Here Come The Copilots!

This week, as I discuss in today’s podcast, Microsoft blew us away again. The company delivered $61.9 Billion in revenue last quarter (up 17%) and Microsoft Cloud reached $35.1 billion, growing 23%. And every other business is on fire: Azure grew by 31%, Office and LinkedIn grew by 12%, and PC and Windows grew by 17%.

But the biggest story of all is the Copilot. According to the announcement, 60% of the Fortune 500 companies are now using Microsoft Copilot. And as I discuss in the podcast, the “preview version” has quietly appeared in every version of Windows 10 and Windows 11 (I have it). So I would argue that this new product may be the largest business-centric AI tool in the market already, even though most companies are still just experimenting with its capability.

As I talked this over with Microsoft execs (with more announcements coming the week of May 20, when we have Microsoft execs at Irresistible), something started to occur to me. Just as Microsoft Office crashed the PC software party in 1998 (more or less killing off Multiplan, Visicalc, Lotus 1-2-3, Wordperfect, and others), the Microsoft Copilot could do the same. Note that Microsoft calls it “Your Everyday AI Companion.” You can see precisely where they’re going.

And I’m not drinking the Microsoft Coolaid here – I see all the work they’re doing. The Copilot, which has many versions, now sports the Copilot Studio, which lets any developer or IT professional configure, customize, and add to the experience. There are Copilot plugins (apps that the Copilot can access), search connectors (connecting the Copilot to your data), and other ways to customize the experience.

I went into the Copilot Studio for our tenant (we use all MS stuff) and in about twenty minutes I built a chatbot that we could use to front-end our various websites. It wasn’t perfect but I got it working in less than an hour. This means IT shops and developers are going to go nuts with this stuff and we’re going to see manifestations of the Copilot all over our companies.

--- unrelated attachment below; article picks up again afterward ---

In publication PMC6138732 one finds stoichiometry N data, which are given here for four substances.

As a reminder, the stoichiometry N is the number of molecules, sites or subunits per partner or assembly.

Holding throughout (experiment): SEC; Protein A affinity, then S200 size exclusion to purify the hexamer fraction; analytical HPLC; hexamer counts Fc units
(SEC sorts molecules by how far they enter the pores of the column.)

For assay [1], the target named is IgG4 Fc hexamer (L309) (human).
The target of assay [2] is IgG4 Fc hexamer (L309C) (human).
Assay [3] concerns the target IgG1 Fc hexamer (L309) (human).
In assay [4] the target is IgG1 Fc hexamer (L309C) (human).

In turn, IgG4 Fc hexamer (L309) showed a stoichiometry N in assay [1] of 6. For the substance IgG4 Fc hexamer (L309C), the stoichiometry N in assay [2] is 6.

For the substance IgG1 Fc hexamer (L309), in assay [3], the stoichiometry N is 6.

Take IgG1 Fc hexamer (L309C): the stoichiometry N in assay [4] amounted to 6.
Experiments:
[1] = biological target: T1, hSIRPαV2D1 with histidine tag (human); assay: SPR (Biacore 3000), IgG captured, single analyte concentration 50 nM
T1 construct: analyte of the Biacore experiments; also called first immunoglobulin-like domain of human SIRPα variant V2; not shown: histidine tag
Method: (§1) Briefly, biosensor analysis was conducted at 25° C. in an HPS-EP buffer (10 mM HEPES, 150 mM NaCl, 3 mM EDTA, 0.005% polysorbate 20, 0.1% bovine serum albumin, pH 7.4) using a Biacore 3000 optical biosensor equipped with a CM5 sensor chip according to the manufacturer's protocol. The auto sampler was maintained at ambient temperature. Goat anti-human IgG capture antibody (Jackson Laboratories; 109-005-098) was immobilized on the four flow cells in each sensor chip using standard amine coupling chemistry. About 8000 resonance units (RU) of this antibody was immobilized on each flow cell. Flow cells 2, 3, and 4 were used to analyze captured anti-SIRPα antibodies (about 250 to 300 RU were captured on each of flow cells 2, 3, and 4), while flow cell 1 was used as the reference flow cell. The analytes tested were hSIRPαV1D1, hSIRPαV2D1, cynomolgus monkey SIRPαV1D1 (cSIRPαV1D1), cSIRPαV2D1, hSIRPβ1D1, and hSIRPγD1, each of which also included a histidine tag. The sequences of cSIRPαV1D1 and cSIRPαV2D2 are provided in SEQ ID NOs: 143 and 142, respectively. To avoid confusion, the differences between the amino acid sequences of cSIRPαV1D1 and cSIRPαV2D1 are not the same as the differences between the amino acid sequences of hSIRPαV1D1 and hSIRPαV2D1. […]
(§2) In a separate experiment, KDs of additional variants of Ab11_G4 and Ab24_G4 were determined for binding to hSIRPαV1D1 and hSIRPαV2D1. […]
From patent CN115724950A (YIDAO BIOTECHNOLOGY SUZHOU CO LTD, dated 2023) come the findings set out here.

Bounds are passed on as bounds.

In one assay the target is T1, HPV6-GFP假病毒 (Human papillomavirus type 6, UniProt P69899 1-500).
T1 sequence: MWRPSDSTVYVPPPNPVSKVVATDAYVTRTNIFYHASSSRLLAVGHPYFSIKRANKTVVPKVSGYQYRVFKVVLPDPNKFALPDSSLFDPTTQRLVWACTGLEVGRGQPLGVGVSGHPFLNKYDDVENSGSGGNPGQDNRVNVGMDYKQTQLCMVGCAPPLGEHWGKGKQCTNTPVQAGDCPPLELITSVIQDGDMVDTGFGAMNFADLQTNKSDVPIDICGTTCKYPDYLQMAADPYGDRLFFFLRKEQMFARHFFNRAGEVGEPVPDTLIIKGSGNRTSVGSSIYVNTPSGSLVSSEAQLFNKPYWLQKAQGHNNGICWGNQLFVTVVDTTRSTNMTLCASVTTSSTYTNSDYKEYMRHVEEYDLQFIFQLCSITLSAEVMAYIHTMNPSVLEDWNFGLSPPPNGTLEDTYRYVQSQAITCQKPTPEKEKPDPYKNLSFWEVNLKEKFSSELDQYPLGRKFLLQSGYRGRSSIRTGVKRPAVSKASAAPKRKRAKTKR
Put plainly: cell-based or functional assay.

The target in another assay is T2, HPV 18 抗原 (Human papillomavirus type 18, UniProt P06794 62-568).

MS Copilot architecture

Not everything works correctly yet (I saw a demo of a Copilot plugin that failed because the Copilot generated its own answer without using the plugin, and then re-generated the plugin’s response inadequately) but there will be a lot coming. Just like there are thousands of Excel plugins and Word add-ons for Microsoft Office, we can expect to see an industry of Copilot plugins and tools to come next. And the “Microsoft 365 Copilot” securely analyzes all the files in your company or team, so it will get smarter over time.

Remember when Microsoft Teams came out and everyone thought it was just an ugly step-sister to Zoom? Well it was a little funky at first, but now Microsoft Teams has a larger market share than Zoom for communication and collaborative software, with 42.6% compared to Zoom’s 6.8%. The folks at Microsoft just keep plugging away, making products a little bit better all the time. And they are betting the farm on the Copilot.

I won’t get into all the new features and implications of this yet, but I really believe this is a game-changer. Google has no real entry in the corporate space and OpenAI’s direct sales may quickly be dwarfed by Microsoft’s presence. Apple has yet to make Siri anything important either (but I am sure they see what’s going on).

What does this say about all the amazing tools like Paradox, ServiceNow (NowAssist), Galileo™ (Sana), Joule (SAP), and others? I think we’ll have a world of the “generic assistant” like Copilot complimented and supplemented with the specialized assistants like Galileo™, Paradox, and others. If you’ve used Galileo you’ve seen how spectacular the user experience can be. And we have barely started to integrate all our Josh Bersin Academy and other materials into the system. But I know well we have to talk to the Copilot, support it, and coexist with it.

All I can say is that I’m impressed. Not only has Microsoft delivered on this thing, they’re back to their relentless approach to product development. It’s always a little hard to tell what’s real and what’s marketing from Microsoft, but the company has a history of “getting it right over time.” In this case, I think the Copilot is proving itself in the market, and has the potential to reinvent the company’s position in our professional lives.

Listen to my podcast this week to learn more. I also talk about the impact on ServiceNow, Workday, SAP, Paradox, and others. And come to Irresistible where we will be unlocking some of the secrets to Galileo and share the details of what’s coming next.

Additional Information

Introducing Galileo™, The World’s First AI-Powered Assistant For HR and Leaders

Why I’m Bullish On Workday: News From The Innovation Summit

Enterprise AI At Work: The Talent Intelligence Primer

Will Chatbots Take Over Recruitment? Paradox Sets The Pace.

A Peek Under The Covers Of SAP SuccessFactors’ AI Strategy

Leave a Reply

Your email address will not be published. Required fields are marked *